Implications for Owners
In NSW there are two types of statutory listings. A property is heritage listed if it is:
- listed in a Council’s Local Environmental Plan (LEP), or
- listed on the State Heritage Register (under the Heritage Act, 1977).
It is important when reading this section that it is understood that the greater majority of private houses that are listed in NSW are only locally listed and not state listed.
Heritage Act 1977.
The main legislation applying in New South Wales is the Heritage Act 1977. This Act protects heritage items (places, buildings, works, relics, moveable objects or precincts) against damage and demolition by enabling one or both of the following actions to be taken in relation to an item of State or local heritage significance –
(a) the making of an interim heritage order,
(b) listing on the State Heritage Register kept by the Heritage Council of New South Wales.
Effect of interim heritage orders and listing on State Heritage Register
If a heritage item is the subject of an interim heritage order or is listed on the State Heritage Register, the Act prevents a person from undertaking any of the following works in relation to the heritage item, unless the necessary approval has been obtained –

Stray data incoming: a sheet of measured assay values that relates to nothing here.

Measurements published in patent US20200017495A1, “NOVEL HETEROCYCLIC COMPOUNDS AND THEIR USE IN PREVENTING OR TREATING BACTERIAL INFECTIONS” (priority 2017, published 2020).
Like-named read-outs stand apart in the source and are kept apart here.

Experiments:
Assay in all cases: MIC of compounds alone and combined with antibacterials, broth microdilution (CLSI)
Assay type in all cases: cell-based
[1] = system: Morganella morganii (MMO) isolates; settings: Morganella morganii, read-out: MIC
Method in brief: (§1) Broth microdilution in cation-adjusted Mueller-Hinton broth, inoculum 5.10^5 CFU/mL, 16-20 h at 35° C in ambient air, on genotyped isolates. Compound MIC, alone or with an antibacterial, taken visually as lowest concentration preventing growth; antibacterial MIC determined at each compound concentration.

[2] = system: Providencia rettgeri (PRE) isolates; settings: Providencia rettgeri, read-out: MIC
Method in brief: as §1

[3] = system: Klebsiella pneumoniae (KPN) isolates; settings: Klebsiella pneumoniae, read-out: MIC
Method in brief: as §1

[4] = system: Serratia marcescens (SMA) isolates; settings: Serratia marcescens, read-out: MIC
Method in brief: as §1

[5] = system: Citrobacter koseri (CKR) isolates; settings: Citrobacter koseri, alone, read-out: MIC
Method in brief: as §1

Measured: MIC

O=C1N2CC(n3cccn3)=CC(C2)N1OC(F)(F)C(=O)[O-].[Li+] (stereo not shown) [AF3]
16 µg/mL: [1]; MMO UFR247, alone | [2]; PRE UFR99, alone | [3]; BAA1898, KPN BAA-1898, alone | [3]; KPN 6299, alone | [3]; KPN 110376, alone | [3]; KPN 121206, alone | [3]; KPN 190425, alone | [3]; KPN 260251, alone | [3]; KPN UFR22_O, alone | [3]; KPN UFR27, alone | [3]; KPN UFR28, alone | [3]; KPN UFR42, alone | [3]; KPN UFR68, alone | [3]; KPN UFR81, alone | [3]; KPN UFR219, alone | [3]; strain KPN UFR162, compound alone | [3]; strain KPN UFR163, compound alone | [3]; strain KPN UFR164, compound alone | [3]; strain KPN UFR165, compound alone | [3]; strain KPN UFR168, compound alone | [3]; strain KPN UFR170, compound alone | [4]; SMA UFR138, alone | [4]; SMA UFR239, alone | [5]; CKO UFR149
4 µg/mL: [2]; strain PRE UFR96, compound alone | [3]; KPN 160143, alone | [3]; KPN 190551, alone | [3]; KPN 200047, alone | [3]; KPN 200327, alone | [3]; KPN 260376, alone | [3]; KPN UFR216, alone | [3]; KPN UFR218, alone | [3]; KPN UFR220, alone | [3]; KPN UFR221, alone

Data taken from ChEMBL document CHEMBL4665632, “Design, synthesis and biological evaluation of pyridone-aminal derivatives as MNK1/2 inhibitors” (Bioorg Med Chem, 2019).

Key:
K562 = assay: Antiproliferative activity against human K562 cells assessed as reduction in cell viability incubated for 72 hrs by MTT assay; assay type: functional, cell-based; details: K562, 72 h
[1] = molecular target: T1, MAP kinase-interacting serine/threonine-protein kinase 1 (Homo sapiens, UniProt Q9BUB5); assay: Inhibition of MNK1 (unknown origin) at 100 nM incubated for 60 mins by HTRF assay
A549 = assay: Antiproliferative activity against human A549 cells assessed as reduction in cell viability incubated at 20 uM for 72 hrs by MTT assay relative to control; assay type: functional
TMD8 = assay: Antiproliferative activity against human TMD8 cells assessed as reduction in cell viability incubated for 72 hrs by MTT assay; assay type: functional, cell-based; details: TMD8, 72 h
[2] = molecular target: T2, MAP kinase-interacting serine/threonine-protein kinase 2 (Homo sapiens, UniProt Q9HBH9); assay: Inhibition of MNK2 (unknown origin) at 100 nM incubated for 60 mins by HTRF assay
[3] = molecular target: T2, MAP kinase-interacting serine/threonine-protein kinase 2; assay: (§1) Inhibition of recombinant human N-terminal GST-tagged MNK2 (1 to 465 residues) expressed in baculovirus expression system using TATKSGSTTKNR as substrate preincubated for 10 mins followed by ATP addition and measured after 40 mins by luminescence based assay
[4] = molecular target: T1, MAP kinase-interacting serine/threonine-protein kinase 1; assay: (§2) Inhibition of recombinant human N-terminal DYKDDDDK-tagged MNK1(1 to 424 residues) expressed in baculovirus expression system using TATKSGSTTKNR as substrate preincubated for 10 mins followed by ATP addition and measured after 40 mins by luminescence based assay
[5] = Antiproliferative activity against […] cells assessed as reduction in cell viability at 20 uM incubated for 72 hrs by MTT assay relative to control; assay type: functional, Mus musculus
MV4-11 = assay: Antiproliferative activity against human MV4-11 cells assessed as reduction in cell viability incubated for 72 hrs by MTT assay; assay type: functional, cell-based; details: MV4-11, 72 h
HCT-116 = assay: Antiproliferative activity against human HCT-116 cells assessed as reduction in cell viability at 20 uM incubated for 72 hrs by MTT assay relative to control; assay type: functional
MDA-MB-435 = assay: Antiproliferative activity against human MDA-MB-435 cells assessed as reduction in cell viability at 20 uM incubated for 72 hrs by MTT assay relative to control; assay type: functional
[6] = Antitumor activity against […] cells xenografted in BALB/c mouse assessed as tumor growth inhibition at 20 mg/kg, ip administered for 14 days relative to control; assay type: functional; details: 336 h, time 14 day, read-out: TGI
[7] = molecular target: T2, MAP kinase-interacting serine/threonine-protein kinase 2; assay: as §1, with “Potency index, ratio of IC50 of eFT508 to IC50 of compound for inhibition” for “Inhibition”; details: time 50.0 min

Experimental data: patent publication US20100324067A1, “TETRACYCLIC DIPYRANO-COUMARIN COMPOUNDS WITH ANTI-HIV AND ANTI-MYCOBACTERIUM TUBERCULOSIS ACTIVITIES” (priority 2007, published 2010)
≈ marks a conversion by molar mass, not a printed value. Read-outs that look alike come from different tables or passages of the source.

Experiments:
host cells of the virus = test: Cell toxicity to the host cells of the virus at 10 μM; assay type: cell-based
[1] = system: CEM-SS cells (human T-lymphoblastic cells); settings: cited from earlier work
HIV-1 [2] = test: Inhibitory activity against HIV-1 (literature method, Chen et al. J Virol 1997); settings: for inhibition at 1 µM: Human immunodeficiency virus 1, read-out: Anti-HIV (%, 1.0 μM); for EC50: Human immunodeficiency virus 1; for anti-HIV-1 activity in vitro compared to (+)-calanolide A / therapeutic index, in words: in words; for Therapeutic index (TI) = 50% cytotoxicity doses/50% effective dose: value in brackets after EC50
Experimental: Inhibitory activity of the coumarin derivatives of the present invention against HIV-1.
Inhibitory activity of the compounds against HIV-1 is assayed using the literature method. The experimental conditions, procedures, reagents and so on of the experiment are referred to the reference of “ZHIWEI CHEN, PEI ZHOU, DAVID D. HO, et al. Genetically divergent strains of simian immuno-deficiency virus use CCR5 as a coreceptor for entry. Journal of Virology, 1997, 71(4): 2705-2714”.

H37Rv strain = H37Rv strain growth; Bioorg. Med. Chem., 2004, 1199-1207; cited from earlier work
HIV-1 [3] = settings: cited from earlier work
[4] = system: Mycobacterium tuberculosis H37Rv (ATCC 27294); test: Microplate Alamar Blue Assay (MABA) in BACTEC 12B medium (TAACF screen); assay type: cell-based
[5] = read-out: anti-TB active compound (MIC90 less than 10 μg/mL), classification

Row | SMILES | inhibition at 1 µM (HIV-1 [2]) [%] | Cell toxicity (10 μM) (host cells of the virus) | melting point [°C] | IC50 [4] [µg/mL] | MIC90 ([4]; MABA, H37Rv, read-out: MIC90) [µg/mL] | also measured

(a) demolishing the item,
(b) damaging or despoiling the item,
(c) moving, damaging or destroying the item,
(d) excavating any land for the purpose of exposing or moving the item,
(e) carrying out any development in relation to the land on which the item is situated,
(f) altering the item,
(g) displaying any notice or advertisement on or in the item,
(h) damaging or destroying any tree or other vegetation on or remove any tree or other vegetation from the item (if a place, precinct or land).
In the case of an interim heritage order made by the Minister, or where the heritage item is listed on the State Heritage Register, the necessary approval must be obtained from the Heritage Council. Otherwise, the approval must be obtained from the local municipal council.
A person who undertakes work in respect of a heritage item without the necessary approval is guilty of an offence punishable by a fine or imprisonment or both.
Application forms for approval to undertake work on a heritage item are available from the Heritage Council.
Minimum standards for the protection of items listed on the State Heritage Register